Salvia, NV Freight Trains Collide, Nov 1893
A HORRIBLE WRECK.
TWO FREIGHTS COLLIDE TWENTY-SIX MILES EAST OF RENO.
SIX MEN KILLED AND OTHERS WOUNDED -- A SICKENING SIGHT.
One of the worst train wrecks that ever happened on this division of the Central Pacific occurred yesterday one mile west of Salvia, a small station twenty-six miles east of Reno, between freight trains No. 10, west-bound, and No. 7, east-bound, resulting in the death of six men and the wounding of several others. No. 10, was manned by the following crew:
Engineer DAVID STRONG.
Fireman CHARLES GIVENS.
Conductor S. H. ROCKY.
Brakemen W. C. HINKLE and ED LEACH.
No. 7 had the following crew:
Engineer JAMES BIRD.
Fireman TOM MORSEHEAD.
Conductor GEORGE LA FORGE.
Brakemen T. O. BERRY and A. RIEVES.
The Trains Collided.
In a cut on a sharp turn in the road, rendering it impossible to see for any distance ahead. They were both running at a high rate of speed and came together with such force that the engine of No. 10 nearly changed places with that of No. 7, resulting in the death of ED LEACH, brakeman on the west-bound, and CHARLES GIVENS, fireman on the same train, and four tramps, who have not yet been identified, andinjuring several others. JAMES BIRD, engineer on No. 7, had his left leg broken at the ankle very severely and his recovery is doubtful. A tramp, VOE, was beating his way west. He says he is from Chicago and has a wife living there. Fourteen or fifteen cars were badly wrecked, five or six of them being smashed to kindling wood.
Brakeman LEACH was on the engine of his train, and was caught between the boiler head and tank. Both legs were crushed to a pulp, and caught in such a way that it was impossible to get him out. He lived about two hours after the collision, being perfectly conscious all the time, and begged his companions to kill him and end his sufferings. After death it was found necessary to cut off one leg close to the body, in order to exticate the body from the wreck.
The tramps killed were in a box car close to the front end of train No. 10, traveling west, and were picked out of the debris, shortly after the accident.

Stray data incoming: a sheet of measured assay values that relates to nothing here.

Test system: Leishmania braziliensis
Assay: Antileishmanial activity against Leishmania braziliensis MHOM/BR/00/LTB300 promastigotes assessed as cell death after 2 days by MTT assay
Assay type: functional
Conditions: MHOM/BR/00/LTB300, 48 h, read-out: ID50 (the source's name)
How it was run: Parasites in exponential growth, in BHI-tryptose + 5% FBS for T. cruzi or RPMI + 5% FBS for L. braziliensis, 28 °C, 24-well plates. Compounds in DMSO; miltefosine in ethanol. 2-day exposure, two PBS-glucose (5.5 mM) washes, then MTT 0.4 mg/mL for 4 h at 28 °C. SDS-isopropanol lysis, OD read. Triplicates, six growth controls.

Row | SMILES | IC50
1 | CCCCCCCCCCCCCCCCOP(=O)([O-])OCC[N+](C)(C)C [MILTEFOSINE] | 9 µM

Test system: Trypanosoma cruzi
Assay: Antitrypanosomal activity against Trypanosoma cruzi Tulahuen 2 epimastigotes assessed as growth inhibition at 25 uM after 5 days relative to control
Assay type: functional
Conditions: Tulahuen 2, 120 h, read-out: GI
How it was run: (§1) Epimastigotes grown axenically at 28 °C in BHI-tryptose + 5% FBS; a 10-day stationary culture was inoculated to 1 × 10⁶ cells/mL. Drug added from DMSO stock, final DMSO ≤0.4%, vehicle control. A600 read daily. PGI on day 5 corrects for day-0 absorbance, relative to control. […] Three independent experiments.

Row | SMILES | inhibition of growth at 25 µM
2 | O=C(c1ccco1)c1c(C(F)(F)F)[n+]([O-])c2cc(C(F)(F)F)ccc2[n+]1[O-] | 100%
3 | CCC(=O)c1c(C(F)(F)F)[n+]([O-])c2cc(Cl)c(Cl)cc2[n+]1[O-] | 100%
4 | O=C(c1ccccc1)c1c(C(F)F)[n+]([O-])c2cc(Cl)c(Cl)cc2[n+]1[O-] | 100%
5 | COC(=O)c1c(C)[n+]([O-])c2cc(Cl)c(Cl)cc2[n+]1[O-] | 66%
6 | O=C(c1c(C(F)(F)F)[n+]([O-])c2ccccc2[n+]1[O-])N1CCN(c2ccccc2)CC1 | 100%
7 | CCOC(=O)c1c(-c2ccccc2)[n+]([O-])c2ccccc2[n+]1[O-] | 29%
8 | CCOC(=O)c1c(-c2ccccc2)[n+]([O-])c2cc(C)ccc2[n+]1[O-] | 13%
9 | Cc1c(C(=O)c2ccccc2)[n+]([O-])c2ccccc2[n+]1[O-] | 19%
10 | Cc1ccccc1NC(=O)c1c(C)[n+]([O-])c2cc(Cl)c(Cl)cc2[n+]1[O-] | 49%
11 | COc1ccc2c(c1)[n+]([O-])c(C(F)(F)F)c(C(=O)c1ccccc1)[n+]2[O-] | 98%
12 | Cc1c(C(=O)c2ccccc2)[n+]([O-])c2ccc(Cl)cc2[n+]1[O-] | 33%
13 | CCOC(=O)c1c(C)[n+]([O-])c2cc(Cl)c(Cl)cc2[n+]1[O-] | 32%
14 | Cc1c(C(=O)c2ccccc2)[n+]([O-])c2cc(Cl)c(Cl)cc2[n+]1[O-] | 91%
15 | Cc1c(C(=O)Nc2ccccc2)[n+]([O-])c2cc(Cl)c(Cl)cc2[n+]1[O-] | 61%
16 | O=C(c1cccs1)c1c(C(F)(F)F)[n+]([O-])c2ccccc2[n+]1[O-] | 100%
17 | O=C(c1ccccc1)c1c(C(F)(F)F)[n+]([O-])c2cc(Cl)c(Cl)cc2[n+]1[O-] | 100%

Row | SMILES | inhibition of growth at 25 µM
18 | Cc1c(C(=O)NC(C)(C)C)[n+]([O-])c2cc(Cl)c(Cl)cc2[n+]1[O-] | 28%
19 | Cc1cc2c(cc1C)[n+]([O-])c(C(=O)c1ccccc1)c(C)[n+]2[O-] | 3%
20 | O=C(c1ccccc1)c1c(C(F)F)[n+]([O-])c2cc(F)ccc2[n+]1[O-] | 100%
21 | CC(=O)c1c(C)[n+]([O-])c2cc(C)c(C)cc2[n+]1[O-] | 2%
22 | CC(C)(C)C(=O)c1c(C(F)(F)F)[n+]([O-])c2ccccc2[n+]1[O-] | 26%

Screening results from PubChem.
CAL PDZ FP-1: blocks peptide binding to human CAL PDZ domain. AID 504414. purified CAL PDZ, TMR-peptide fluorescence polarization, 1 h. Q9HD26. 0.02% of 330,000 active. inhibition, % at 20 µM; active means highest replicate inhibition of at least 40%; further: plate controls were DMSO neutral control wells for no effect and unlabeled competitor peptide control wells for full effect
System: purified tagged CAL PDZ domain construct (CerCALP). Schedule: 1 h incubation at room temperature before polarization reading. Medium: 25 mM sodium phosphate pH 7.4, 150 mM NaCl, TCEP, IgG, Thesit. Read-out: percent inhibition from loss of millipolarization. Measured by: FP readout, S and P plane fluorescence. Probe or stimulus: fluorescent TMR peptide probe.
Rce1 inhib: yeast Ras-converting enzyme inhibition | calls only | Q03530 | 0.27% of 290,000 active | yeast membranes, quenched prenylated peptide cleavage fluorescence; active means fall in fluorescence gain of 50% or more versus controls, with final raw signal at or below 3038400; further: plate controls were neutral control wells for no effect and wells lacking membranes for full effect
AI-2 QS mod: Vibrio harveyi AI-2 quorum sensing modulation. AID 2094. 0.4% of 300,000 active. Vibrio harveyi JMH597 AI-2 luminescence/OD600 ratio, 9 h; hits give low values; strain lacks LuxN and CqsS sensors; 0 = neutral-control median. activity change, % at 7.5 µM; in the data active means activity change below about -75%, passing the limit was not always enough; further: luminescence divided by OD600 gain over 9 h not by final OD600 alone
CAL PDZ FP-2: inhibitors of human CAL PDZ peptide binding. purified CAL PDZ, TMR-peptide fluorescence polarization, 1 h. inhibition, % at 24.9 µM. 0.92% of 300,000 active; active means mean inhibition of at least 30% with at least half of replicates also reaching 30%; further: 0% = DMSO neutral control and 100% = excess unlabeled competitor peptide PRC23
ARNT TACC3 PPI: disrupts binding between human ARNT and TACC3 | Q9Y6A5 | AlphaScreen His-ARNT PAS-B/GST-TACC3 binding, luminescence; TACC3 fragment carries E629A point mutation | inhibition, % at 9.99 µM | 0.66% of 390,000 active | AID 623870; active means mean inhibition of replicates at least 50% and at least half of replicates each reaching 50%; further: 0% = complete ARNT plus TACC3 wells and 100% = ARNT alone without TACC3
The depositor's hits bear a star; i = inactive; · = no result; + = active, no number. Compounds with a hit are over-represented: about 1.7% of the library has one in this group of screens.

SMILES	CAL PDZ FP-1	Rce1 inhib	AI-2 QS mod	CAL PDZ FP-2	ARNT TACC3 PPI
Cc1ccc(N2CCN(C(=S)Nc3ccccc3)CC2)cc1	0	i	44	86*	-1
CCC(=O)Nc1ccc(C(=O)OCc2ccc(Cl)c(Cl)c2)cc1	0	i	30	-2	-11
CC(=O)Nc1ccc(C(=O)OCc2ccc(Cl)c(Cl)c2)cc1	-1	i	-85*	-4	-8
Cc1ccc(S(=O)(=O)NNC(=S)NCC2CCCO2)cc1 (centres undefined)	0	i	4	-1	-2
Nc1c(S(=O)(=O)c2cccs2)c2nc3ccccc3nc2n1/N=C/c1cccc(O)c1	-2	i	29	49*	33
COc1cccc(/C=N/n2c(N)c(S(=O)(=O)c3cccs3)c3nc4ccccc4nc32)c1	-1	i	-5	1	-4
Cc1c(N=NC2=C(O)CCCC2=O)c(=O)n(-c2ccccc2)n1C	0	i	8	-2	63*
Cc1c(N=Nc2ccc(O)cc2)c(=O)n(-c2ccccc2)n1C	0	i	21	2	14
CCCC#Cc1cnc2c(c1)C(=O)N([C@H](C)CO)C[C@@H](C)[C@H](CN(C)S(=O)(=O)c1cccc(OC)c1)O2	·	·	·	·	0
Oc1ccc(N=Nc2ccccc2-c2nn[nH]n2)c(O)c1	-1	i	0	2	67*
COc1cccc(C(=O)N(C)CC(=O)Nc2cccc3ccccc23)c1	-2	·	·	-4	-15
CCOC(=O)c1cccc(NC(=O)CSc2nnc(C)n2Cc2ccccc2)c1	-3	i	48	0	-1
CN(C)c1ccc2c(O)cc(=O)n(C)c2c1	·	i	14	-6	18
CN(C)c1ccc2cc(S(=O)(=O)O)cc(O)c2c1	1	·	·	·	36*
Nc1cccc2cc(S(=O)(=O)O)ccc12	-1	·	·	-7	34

The injured, JAMES BIRD, T. O. BERRY, CHARLES GIVERS, TOM MORSEHEAD and VOS, the tramp, were taken back to Wadsworth. DRS. THOMAS and BEGSTEIN and DR. HARMONY of Wadsworth were promptly on the scene and accompanied the injured to Wadsworth. Fireman GIVENS lived but a half hour after arriving there, but long enough for his father, mother, little brother and sister to see him before he died. Their grief was painful to witness. GIVENS, however, seemed to be unconscious of his surroundings. He was taken in the depot and laid on an operating table to undergo the operation of amputation of his leg which was badly smashed; the doctors, however, seeing that death was close at hand, did not perform the operation, and in a few minutes he was dead.
The doctors then immediately went to JAMES BIRD, whose leg was so badly broken at the ankle that the bones protruded, and after an examination concluded that they might be able to save the foot. They then devoted their attention to VOS, the injured tramp, and afterward to BERRY and MORSEHEAD, who were but slightly injured.
The cause of the accident was a misunderstanding of orders, which will take an official inquest to fix the blame. Superintendent JERRY WHITED was promptly on the scene of the collision, with wrecking crews and trains from Wadsworth and Truckee, and succeeded in clearing the track for the passage of trains about 10:30 o'clock this morning.
Reno Evening Gazette Nevada 1893-11-06